Resilience of soils and vegetation subjected to different grazing intensities in a semi-arid rangeland of Kenya
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African Journal of Range & Forage Science;14(1): 26-31
Permanent link to cite or share this item: http://hdl.handle.net/10568/29984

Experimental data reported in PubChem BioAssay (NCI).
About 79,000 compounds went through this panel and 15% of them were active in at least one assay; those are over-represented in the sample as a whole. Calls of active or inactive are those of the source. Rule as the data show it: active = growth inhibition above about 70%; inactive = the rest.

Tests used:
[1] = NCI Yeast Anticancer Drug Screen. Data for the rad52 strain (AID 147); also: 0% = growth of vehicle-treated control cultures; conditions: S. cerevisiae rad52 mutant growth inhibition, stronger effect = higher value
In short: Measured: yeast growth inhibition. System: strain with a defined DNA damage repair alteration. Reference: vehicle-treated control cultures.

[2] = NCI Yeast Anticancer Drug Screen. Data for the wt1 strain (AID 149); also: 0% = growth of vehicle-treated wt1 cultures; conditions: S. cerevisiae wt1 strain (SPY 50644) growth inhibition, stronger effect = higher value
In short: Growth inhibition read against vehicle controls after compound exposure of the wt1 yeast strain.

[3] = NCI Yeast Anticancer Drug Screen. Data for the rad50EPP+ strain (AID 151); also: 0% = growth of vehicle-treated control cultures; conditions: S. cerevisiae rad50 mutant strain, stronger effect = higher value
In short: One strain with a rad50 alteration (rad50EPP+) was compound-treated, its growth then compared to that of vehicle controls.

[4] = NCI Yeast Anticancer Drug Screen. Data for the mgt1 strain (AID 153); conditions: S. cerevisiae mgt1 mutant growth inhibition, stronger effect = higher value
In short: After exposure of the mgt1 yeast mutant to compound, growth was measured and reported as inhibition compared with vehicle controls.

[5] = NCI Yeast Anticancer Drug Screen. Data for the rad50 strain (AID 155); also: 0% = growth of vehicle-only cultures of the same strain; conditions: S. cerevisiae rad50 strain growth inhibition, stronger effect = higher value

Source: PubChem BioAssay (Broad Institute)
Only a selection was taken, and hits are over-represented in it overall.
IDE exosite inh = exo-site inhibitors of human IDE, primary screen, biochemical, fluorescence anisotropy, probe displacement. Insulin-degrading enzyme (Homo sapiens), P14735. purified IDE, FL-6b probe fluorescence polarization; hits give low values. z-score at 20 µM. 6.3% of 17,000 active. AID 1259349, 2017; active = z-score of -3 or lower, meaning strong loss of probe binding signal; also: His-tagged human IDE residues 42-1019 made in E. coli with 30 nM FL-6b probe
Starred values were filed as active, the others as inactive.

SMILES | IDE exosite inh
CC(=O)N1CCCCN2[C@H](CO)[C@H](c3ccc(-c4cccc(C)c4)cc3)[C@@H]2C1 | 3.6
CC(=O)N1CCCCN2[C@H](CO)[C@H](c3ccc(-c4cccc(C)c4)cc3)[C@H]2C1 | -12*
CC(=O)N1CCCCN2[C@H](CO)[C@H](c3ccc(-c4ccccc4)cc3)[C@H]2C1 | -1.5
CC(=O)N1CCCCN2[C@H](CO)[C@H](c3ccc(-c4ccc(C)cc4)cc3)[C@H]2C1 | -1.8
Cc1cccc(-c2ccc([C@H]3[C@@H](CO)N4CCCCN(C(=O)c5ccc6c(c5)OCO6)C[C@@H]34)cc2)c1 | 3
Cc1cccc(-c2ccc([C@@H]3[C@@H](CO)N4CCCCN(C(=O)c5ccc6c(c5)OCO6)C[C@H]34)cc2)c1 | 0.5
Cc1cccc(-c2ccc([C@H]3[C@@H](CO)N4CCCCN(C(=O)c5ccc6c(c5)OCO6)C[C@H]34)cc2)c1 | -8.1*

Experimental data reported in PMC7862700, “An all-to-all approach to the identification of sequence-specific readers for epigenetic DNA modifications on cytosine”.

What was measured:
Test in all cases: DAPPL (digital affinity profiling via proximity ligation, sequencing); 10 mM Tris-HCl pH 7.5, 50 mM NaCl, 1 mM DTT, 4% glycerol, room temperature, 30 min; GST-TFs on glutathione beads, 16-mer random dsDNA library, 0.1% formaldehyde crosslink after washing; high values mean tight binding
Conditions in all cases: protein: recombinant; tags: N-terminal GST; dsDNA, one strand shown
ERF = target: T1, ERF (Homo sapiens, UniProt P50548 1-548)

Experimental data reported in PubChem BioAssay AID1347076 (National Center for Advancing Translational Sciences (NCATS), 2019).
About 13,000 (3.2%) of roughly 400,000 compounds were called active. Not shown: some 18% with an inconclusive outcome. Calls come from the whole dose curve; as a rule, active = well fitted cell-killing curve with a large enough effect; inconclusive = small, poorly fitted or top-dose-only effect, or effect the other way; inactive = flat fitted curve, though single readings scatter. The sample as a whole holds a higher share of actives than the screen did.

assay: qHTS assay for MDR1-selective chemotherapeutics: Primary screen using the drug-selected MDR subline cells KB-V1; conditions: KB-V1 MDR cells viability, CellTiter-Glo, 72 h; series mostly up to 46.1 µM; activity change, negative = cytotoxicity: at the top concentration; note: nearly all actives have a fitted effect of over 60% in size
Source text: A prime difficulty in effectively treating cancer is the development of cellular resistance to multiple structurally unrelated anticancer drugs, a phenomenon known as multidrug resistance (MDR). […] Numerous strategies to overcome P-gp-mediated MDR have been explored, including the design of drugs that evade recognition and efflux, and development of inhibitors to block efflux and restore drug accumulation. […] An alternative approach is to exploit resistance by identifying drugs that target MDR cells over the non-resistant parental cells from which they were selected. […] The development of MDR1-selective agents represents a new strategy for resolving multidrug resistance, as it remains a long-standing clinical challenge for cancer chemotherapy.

The resilience of rangeland soils and vegetation to different levels of grazing is still poorly understood. A study was conducted to determine the recovery of a rangeland grazed at different intensities and allowed a two-year rest period. The following treatments were applied to 0.5 hectare plots: 0, 4, 8 and 16 heifers per hectare, hereafter referred to as CL, X, 2X and 4X respectively. At the end of the grazing period, the highest stocked treatments (2X and 4X) had lower herbage biomass, higher soil bulk density, lower soil moisture and lower herbaceous cover than the lower stocked treatments (CL and X). Drought in the rest period caused an increase in bulk density and decline in soil moisture in all the treatments. Even after the two-year rest period, the more heavily grazed treatments had higher bulk density and lower heavily grazed treatments had higher bulk density and lower soil moisture than the more lightly grazed treatments. Similarly, the herbaceous biomass in the 2X and 4X treatments did not recover after the two-year rest period and was lower (P<0.05) than the CL and X treatments. At the end of the recovery period a trend of declining herbaceous cover with stocking density was still evident. The relative cover of forbs in the 4X treatments increased more than in the other treatments, while the cover of perennial grasses did not recover in the 4X treatments after the rest period. Thus, stocking above 2X produced negative soil and vegetation responses which did not recover during the two-year rest period. This study also indicated that drought can cause vegetation and soil responses similar to those of overgrazing.